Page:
December 16, 2009
Civil society must find its voice
As the bonus behaviour of our bankers continues to beggar belief, and as the world’s governments look ever less likely to reach agreement in Copenhagen, there’s a real danger that we simply become fatalistic about the future. Where is the voice of civil society – you and me – in all of this? Next February, some of the major institutions of civil society are calling a conference to find an answer
Civil Society in Scotland Conference. 18th Feb
• To bring together different parts of civil society together to explore specific challenges and the role of civil society in tackling/ addressing them
• To connect together what is already happening on the ground to face the multiple crises affecting our society
• To establish where/ whether we have a shared set of core messages to offer to the challenges our society faces within the overarching principles of sustainable development, good governance and sound science.
This conference should be seen as a staging post along the process of developing a shared civil society response to these crises.
• This should be a joint event owned by all those in civil society that seek a shared identity in responding to the current crises. This would involve civil society in its widest form from local community champions/activists all the way to large formal organisations.
• Given civil society’s diversity and to provide an overarching cohesion, the conference is being organised by “institutional” civil society (i.e. large formal organisations or networks), as they can offer the resources or leverage to do so.
• The organisers of the conference comprise a Planning group of institutional partners from across civil society, building on the Civil Society Roundtable hosted by SCVO in June 2009.
• Beyond the planning group, the conference publicity literature would be branded with the logos of as wide a range of civil society networks and organisations as practical, thereby enlisting their support in reaching deep into active civil society.
When: At the first planning meeting, it was agreed to hold the event at the Gathering 2010 (18th February, Edinburgh International Conference Centre), an annual voluntary sector collection of conferences, seminars and exhibitions but which also has attendance from trade unions, co-operatives, and wider civil society. Footfall has included the wider general public – on average 4000 to 5000 people have attended each Gathering event between 2004 and 2007.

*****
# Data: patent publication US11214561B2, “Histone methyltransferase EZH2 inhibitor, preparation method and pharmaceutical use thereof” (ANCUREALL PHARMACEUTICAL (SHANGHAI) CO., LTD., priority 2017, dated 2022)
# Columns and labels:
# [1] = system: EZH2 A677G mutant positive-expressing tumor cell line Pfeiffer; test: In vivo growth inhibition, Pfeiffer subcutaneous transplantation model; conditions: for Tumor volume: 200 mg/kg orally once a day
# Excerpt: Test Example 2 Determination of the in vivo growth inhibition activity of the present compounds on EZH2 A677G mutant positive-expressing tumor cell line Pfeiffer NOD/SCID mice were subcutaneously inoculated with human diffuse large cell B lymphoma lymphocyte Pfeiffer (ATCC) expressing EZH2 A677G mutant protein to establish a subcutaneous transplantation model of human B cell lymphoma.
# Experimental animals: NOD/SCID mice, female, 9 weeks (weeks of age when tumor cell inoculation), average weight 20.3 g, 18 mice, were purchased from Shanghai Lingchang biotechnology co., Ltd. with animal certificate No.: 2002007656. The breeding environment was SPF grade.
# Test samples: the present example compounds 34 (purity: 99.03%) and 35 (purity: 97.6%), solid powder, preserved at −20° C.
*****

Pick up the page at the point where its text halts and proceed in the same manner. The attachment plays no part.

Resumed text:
Audience: target of roughly 200 participants could include trade unions activists, leading members of co-operatives, church leaders, non-church faith groups, leading academics, representatives of professional associations, social entrepreneurs, voluntary sector movements, journalists, trusts/foundations and community champions.
Speakers – leading experts on these topics, who will hopefully come from different parts of civil society. We would not seek public sector officials or government ministers to address this event.
Chair – A leading respected figure in Scottish civil society, based on his/her contribution to society rather than position.
• Advance briefing to delegates
• Introduction/ context setting keynote speech
• Speeches could be on the broad concerns of: Poverty and economic democracy (UK and global), Equalities and Human Rights, Climate Change
• Discussion groups on these topics to follow speeches, looking at where/ whether we have a shared agenda. Carefully selected facilitators invited from a cross-section of civil society
• Facilitators of the discussion groups feedback main points from their discussions
• Plenary discussion on our role as civil society partners in dealing with the challenges identified, and ideas for moving forward on the issues.
• Networking – wine and nibbles.
Current institutional partners
Church and Society Council
Local People Leading
Faith in Community Scotland
Scottish Interfaith Council
Senscot – Social entrepreneurs network
SCVO (playing a secretariat role)
Royal Society of Edinburgh (To be Confirmed)
Co-operation and Mutuality Scotland